Theatre Review: Scantily clad birds and spivs all go into the mix
A GOOD farce is like a soufflé. It might appear insubstantial, but it’s a delicate creation that needs careful preparation
A GOOD farce is like a soufflé. It might appear insubstantial, but it’s a delicate creation that needs careful preparation if you don’t want it to fall flat.
Judging by the audience reaction to Not Now Darling on its opening night, director Ron Aldridge and his team at the Mill seem to have got the ingredients just about right.
The play, written in 1967 by Ray Cooney and John Chapman, now has the feel of a period piece, a window on a specific place and time, when fur coats were worn without stigma and pretty young girls were routinely referred to as “crumpet” or “birds”.
There are a few such pretty girls in this production, two of whom seem to spend much of their time dashing in and out of doors dressed only in their underwear.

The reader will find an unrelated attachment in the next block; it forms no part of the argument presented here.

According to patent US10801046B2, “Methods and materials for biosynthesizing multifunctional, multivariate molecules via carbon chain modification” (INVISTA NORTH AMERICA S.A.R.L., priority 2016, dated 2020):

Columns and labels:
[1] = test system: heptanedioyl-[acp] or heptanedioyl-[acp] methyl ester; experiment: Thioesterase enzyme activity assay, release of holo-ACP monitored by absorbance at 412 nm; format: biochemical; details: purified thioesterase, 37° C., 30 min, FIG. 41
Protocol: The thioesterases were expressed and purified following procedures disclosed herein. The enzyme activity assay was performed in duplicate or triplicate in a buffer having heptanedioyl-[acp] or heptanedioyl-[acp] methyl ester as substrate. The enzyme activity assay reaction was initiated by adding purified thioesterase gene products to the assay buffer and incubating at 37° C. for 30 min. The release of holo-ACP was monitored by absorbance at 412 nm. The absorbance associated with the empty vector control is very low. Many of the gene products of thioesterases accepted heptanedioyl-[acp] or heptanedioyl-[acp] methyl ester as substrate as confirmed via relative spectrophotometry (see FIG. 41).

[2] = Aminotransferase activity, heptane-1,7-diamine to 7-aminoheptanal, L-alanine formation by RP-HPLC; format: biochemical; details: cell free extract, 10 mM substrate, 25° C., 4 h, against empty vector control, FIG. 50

The plot centres on the philandering Gilbert Bodley (Michael Howe), whose apparently simple idea of arranging the sale of a mink coat to seal a romantic conquest sets off a dizzying chain of events.
Howe is well cast, with his smooth, Leslie Phillips-like demeanour and easy ability to strike up a rapport with the audience.
Patrick Monckton, as Gilbert’s hapless business partner Arnold, is a gift for directors of this kind of show. He’s a natural clown, with a knack for physical comedy and an elastic face reminiscent of the late great Les Dawson. The rest of the cast has a nice blend of what football pundits routinely call “youth and experience”, with assured performances from Mill returnees David Cardy, Belinda Carroll and Elizabeth Elvin and eye-catching debuts at the venue for Francesca Bailey, Heather Gibbs and Lizzie Stables.
Audience laughter grew steadily more uproarious as on-stage events became increasingly riotous, and loud whoops greeted the curtain call.
* Not Now Darling runs until January 18. For tickets and times of performances call the box office on 0118 969 6039 or visit the theatre website www.millatsonning.com